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U.S. rethinks Konanykhin case

The Moscow Times

January 29, 2004

By Catherine Belton. Staff Writer

The U.S. Justice Department late Tuesday reversed a decision to deport controversial former banker Alexander Konanykhin back to Russia and said it would reopen hearings into his political asylum case.

The move means Konanykhin, a former business associate of jailed oil magnate Mikhail Khodorkovsky, and his wife Yelena Gracheva will be able to stay in the United States for as long as the hearings go on, a process that could take many years.

"I'm ecstatic," Gracheva said by telephone from Washington late Tuesday.

"Just [Monday] morning we still could have been put on a plane to Moscow. Now we have several more years to prove our case."

The decision by the Board of Immigration Appeals is an unexpected about-face from its Nov. 20 ruling, which found no basis for Konanykhin's asylum status in the United States and ordered his deportation.

The board said at the time that there was no evidence the Russian justice system was corrupt or could be used as an instrument of political persecution.

Acting on that order, U.S. Homeland Security officials arrested and attempted to deport the Konanykhins to Russia on Dec. 18 as they tried to flee to Canada in a bid, they said, to escape being forcefully returned to Russia.

A federal judge ruled to stay their deportation just minutes before they were to be put on a plane back to Moscow.

Konanykhin arrived in the United States in 1992 to run banking operations for Khodorkovsky there. He claims the attempt to deport him to Russia could be connected to the legal campaign against Khodorkovsky, which many in Moscow see as part of a political power battle between President Vladimir Putin and the businessman.

On Tuesday, the Board of Immigration Appeals said new evidence presented by Konanykhin's attorney on "politically selective" prosecutions in Russia was sufficient grounds to reopen the asylum case.

The case will now return to a Richmond, Virginia, District Court, which granted Konanykhin asylum back in 1999 after protracted legal wrangling over his status in the United States.

Tuesday' s decision comes on top of a ruling by a judge in Alexandria, Virginia, on Monday that the December attempt to deport Konanykhin was unlawful.

The same judge was due to decide later on Wednesday whether Konanykhin should remain in detention.

Banker In Moscow
Russian Immigrant
Russian Banker
Political Asylum Case

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Media About Alex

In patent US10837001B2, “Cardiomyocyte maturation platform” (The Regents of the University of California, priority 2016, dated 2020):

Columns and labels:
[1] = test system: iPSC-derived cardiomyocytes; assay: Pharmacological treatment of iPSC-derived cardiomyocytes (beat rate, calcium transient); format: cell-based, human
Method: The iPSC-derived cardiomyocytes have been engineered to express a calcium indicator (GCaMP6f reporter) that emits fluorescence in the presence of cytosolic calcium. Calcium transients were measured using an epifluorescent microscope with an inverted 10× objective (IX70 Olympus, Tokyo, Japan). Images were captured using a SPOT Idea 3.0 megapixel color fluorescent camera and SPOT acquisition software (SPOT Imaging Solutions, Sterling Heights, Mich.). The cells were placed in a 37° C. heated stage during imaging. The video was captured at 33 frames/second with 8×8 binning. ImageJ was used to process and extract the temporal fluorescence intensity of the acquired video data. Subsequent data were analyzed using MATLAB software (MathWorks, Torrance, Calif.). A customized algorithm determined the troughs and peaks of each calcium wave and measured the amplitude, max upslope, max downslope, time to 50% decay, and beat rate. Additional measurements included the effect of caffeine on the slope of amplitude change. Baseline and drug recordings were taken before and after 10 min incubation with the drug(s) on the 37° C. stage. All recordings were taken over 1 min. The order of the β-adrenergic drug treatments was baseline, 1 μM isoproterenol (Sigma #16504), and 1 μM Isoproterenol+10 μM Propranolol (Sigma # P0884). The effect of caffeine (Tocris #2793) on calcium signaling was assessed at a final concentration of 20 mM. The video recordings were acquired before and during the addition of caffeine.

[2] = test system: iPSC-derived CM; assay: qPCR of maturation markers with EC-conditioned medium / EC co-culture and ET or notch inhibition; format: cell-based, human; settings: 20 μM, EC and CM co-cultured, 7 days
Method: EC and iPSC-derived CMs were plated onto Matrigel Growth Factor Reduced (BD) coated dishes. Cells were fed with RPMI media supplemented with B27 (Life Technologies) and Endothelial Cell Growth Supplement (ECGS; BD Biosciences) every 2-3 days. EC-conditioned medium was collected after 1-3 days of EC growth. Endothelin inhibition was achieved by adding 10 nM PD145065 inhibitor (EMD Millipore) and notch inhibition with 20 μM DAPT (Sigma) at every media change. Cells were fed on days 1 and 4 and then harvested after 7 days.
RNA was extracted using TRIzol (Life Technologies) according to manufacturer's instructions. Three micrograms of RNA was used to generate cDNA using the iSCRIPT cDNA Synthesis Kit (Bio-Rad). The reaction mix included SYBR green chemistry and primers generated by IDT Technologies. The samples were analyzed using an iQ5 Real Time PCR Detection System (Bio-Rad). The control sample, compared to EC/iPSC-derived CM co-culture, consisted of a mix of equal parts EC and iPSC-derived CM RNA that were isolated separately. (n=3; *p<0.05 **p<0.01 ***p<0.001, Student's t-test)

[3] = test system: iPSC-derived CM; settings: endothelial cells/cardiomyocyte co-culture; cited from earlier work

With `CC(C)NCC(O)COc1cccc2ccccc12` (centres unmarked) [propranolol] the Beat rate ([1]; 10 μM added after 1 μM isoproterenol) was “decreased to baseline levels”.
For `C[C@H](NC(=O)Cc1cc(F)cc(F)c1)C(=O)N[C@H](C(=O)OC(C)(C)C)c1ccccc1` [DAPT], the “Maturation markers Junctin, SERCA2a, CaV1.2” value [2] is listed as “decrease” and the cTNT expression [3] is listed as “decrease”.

Washington Post:
Konanykhin, one of the first Russian millionaires after the fall of the commies, left in 1992 and was granted asylum here in 1999. He's built a very successful Web advertising business in New York City. He had been chosen "New York Businessman of the Year." "As such, you will be honored and presented with your award," NRCC chairman Thomas M. Reynolds (R-N.Y.) said, at a "special ceremony" April 1. " President Bush and Governor Arnold Schwarzenegger are our special invited guests.
Alex Konanykhin controlled Russia's largest commercial bank in the 1990s
Wall Street Journal:
Mr. Konanykhin was a whiz-kid physics student who became a pioneering Russian capitalist in early 1990s, building a banking and investment empire valued at an estimated $300 million all by his mid-20s. He was a member of President Boris Yeltsin's inner circle.
World Economic Forum:
How transparency can help the global economy to grow. By Alex Konanykhin. Countries around the world spend an estimated $9.4 trillion a year on procurement – 15% of global GDP. Indeed, UN figures estimate that public procurement can account for 15-30% of GDP for many countries. However, according to the UN’s Office on Drugs and Crime and the Organisation for Economic Co-operation and Development (OECD), 10-25% of the value of public contracts is lost to corruption.
The Baltimore Sun:
Business whiz kid.
Russian Bill Gates.
The Times:
By the time he was 25 he was one of the most important figures in post-Communist Russia. But in 1992, while on a business trip to Hungary, Alex Konanykhine was kidnapped.
The New York Times:
The Federal Bureau of Investigation notified Konanykhin that Russian organized crime figures had paid to have him killed.
CBS "60 Minutes":
Alex Konanykhin didn't only have KGB after him… He had the FBI, the Justice Department, even the CIA all on his case, as a favor to the Russians, part of a deal to allow the FBI to keep a bureau in Moscow.
Los Angeles Daily Journal:
Representing himself through much of the process, Konanykhin managed to convince an immigration judge of an alleged INS and KGB conspiracy and cover-up. Following the court's admonishment, the INS agreed to drop all charges and also pay $100,000..The judge also ordered an investigation of the Justice Department. In separate actions, Konanykhine subsequently won multimillion dollar libel judgments against two Russian newspapers. A $100 million lawsuit against the Justice Department is pending, alleging perjury, fraud, torture and witness tampering by U.S government officers on behalf of the Russian Mafia.
Profit Magazine:
Imagine you are a teenage physics genius who quickly amasses a $300 million empire of real estate and banking ventures, has dozens of cars, six hundred employees, several mansions and two hundred bodyguards—but you are nonetheless kidnapped by those you trusted, threatened with torture and death, and have your entire empire stolen from you one dark night in Budapest. You escape with your life by racing through Eastern-block countries and flying to New York on stashed-away passports—only to have the KGB and Russian Mafia hell-bent on your hide and the U.S. government jailing you and conspiring to serve you up into their clutches. All this before your 29th birthday. Sound like a Tom Clancy thriller? No. . . just a slice in the life of Alexander Konanykhine.